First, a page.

When performing the five year internal inspection of a water storage tank, is it necessary to drain the water from the tank or can a qualified diver perform the necessary inspection?
In order to perform the required inspection and maintenance activities outlined in Chapter 9, the water is not required to be drained from the tank. A certified commercial diver can perform the inspection without draining water from the tank. In any case, the inspection should include verification that center columns of tubular design are not holding water, spot wet sponge testing and vacuum box testing to name a few.
I need to perform a flow test through the backflow preventer in my sprinkler system. I have no test connection sized to accommodate this much flow. What can I do to comply with this requirement?
You have several options, they are:
- Use the fire pump test header, if present, as a test connection.
- If the backflow preventer is installed on the suction side of the pump, the annual fire pump test will also serve as a flow test for the backflow preventer.
- The fire department connection may be used as a test connection by reversing the check valve and flowing water out of the FDC. It might be a good idea to install a by‐pass around the check valve with a normally closed control valve for future testing.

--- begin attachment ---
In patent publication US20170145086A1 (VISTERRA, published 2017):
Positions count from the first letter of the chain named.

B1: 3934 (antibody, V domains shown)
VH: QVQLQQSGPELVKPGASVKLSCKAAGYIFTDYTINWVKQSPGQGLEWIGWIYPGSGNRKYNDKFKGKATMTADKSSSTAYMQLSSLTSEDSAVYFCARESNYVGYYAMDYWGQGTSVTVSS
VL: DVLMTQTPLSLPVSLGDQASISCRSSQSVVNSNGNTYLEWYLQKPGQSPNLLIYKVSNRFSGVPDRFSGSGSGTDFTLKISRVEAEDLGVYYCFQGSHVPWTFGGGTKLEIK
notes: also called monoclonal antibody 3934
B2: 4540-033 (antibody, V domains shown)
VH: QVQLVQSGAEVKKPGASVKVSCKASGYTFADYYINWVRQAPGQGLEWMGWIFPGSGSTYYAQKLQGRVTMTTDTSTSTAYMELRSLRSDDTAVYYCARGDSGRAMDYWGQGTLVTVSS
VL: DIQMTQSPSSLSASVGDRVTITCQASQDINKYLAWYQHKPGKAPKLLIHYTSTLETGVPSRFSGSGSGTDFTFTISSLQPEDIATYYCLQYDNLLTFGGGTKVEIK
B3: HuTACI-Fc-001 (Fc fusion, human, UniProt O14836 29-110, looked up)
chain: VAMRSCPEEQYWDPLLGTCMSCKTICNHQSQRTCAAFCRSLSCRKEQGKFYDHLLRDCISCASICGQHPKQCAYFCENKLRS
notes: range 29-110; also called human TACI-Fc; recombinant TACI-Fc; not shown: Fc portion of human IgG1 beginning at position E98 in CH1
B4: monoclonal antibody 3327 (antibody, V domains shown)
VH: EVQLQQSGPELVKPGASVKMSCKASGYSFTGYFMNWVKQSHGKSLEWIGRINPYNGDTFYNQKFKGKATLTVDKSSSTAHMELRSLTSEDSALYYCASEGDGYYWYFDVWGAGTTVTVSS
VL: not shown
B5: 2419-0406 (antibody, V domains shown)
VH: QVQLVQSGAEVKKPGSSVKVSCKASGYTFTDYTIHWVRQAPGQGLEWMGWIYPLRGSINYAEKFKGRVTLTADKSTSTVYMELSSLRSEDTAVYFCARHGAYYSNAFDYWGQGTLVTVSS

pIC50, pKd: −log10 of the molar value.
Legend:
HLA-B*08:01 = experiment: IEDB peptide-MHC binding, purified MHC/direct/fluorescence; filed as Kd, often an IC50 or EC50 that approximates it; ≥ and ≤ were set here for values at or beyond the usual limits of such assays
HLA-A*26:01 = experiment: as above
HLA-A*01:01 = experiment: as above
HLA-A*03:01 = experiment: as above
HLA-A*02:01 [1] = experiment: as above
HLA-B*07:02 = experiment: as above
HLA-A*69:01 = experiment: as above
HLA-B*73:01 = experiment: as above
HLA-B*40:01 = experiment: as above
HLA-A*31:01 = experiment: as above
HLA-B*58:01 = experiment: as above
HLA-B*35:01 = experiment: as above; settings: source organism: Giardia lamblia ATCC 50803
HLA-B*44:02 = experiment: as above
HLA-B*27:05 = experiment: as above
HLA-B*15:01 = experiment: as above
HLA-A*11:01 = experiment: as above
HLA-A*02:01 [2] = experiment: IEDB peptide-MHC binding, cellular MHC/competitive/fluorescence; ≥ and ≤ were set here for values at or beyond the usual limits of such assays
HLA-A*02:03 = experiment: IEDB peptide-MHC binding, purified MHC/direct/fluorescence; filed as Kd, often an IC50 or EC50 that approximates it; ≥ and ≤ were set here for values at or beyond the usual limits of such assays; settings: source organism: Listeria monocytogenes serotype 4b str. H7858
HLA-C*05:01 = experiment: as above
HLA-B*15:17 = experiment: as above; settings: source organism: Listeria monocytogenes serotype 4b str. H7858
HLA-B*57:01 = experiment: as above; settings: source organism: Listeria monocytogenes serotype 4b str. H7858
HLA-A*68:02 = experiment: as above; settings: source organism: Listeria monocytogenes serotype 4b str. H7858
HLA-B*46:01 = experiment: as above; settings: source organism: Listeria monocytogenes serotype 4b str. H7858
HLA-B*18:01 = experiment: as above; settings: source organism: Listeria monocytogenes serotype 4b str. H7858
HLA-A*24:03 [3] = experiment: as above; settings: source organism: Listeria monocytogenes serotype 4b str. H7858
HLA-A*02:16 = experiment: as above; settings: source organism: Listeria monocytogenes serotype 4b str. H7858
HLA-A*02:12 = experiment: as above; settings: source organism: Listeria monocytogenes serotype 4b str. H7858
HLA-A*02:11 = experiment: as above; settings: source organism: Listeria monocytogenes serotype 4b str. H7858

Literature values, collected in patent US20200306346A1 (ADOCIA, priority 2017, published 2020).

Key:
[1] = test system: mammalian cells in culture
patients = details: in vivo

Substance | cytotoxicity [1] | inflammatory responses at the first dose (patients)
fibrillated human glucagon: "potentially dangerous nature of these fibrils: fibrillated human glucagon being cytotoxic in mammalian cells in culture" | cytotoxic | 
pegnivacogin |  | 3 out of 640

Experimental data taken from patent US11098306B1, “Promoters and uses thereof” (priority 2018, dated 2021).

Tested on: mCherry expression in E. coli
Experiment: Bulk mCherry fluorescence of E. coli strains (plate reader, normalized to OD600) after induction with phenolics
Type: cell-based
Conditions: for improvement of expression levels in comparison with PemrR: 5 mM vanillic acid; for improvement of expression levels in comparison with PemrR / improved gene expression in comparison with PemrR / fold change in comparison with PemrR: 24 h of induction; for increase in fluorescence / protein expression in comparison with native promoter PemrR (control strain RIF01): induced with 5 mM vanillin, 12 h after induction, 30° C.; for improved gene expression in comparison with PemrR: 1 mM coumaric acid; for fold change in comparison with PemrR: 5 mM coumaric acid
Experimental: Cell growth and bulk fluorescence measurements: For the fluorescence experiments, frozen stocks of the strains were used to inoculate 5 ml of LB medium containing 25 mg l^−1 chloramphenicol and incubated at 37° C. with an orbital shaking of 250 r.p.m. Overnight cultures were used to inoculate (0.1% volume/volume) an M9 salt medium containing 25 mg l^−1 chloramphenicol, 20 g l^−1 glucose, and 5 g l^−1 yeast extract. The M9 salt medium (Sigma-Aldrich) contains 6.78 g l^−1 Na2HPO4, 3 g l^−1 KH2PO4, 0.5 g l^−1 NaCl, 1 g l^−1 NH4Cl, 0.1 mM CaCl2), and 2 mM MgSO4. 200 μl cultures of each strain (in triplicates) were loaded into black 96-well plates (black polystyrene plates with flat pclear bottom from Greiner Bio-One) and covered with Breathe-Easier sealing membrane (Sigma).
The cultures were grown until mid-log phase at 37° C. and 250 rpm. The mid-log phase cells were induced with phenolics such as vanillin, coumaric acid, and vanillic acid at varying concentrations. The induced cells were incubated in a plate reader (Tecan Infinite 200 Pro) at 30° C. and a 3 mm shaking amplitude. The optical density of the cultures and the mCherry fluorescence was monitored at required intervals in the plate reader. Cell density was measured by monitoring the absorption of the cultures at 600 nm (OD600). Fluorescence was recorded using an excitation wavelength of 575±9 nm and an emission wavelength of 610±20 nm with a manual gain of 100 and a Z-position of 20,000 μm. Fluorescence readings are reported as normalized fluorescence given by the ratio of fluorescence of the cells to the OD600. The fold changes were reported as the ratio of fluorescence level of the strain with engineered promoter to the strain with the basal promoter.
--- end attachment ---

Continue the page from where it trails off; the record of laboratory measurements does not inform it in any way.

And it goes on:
When is a main drain test required?
A main drain test is required annually or any time the water supply control valve is closed, this includes any time a system undergoes maintenance or repair. This test is essential to ensure that the water supply valve is fully open. Sprinkler systems perform exceptionally well, however when they do fail the major cause of failure (35% of the cases reported to NFPA) the water supply valve was closed, thus the verification of an open water supply valve cannot be over emphasized. The annual test frequency is a minimum requirement, NFPA 25 permits more frequent testing if desired.
We have been experiencing pin‐hole leaks in our sprinkler system. Our maintenance contractor suggests that the problem may be the presence of MIC. What is MIC and how can the problem be corrected?